In the March 2013 issue of Evolution, Medicine, and Public Health, Graham Rook et al. review a multitude of epidemiological data to highlight links between sanitation, psychiatric disorders and stress resilience.
At the core of this concept is the Hygiene Hypothesis and “Old Friends” mechanism, which suggest that increased sanitation accounts for increases in inflammatory disorders, specifically because decreasing exposure to the microbes, chronic infections, or helminths with which we co-evolved leads to unchecked inflammation. In the past, and currently in developing countries, humans were more frequently exposed to animals, mud, untreated water, and feces. When ingested, the helminths and pseudocommensal bacteria contained therein alter the microbiota, expand regulatory T cell populations, and modulate dendritic cells, leading to net immunoregulation.
Various studies have shown elevated proinflammatory cytokines in depression, as well as exaggerated cytokine response to social stressors. Both of these are more prominent in higher income countries and in urban as compared to rural areas. In addition, when comparing immigrants from a lower to higher income country with their birth population, the immigrants have higher rates of both various chronic inflammatory diseases and psychiatric disorders.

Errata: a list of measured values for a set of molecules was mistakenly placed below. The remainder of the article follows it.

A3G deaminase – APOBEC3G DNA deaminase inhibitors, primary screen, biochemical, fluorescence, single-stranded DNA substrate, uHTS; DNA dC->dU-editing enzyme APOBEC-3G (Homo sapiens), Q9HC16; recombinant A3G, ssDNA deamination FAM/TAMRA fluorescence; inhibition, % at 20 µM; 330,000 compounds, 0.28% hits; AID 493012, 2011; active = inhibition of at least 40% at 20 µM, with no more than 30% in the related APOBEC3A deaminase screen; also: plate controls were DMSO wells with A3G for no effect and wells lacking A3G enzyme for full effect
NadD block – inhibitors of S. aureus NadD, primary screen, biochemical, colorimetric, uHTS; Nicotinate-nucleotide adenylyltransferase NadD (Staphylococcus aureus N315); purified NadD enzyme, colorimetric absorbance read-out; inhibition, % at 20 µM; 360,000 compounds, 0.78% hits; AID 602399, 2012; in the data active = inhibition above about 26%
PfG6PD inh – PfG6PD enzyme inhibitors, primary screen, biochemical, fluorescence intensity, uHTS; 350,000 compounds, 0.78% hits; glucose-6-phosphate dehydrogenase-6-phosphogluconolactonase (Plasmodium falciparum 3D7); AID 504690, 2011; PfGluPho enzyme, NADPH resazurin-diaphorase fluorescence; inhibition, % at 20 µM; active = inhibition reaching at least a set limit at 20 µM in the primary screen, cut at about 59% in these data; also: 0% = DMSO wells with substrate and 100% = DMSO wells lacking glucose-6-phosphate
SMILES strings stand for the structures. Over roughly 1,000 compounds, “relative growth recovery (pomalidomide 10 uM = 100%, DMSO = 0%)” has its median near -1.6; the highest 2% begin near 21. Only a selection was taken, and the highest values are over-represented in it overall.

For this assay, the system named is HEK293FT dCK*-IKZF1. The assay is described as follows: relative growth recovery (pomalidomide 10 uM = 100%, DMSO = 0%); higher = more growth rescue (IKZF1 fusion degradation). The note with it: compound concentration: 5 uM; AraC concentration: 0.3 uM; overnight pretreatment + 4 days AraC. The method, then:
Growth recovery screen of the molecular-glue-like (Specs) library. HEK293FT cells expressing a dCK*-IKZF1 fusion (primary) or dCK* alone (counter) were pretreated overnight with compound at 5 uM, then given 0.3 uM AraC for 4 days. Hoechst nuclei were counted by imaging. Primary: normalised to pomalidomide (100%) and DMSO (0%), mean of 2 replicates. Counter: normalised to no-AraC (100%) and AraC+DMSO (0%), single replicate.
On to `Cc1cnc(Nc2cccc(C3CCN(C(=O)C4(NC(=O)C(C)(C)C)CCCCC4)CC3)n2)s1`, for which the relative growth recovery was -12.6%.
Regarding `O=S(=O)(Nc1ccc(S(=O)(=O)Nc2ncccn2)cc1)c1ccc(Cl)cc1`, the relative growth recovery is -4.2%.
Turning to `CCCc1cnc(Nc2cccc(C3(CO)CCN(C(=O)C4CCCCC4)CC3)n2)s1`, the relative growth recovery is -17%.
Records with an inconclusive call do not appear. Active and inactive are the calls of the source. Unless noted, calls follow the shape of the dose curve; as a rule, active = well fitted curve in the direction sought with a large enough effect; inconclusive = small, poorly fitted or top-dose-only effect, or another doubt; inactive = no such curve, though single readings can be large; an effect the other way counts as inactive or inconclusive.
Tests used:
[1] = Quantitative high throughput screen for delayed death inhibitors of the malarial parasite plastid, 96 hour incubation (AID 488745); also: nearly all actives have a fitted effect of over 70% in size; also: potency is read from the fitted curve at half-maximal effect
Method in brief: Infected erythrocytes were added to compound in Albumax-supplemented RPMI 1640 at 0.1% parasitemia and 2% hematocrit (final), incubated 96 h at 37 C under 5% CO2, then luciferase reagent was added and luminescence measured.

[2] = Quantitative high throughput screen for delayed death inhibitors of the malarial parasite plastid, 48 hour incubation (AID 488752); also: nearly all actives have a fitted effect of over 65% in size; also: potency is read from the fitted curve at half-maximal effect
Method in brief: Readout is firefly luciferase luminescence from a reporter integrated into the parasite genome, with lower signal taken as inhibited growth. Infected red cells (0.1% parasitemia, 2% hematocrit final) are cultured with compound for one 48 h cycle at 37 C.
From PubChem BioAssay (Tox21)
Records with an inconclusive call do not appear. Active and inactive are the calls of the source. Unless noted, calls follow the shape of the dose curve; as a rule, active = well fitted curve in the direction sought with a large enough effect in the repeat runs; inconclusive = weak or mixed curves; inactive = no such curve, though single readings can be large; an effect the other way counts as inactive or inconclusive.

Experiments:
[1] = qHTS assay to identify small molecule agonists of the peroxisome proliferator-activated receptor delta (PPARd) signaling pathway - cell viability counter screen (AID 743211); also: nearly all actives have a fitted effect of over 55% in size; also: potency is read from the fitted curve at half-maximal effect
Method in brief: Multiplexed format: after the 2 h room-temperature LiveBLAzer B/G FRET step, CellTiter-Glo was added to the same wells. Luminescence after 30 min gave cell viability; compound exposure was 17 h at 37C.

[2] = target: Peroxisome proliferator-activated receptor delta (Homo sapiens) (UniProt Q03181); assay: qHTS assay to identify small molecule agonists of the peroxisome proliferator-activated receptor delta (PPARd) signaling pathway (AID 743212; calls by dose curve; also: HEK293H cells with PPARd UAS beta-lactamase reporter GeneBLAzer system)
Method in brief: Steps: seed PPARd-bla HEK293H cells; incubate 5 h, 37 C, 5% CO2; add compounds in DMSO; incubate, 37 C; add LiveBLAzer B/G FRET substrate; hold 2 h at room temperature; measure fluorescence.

The findings summarized by Rook et al. suggest that defective immunoregulation secondary to diminished “Old Friends” exposure impairs stress resilience, thus leading to a vicious cycle of depression, psychosocial stress, and unmitigated inflammation. Rook et al. furthermore suggest specific research questions that have yet to be investigated to further clarify these complex interrelationships.
Source: Evolution, Medicine, and Public Health. 2013; 1:46-64.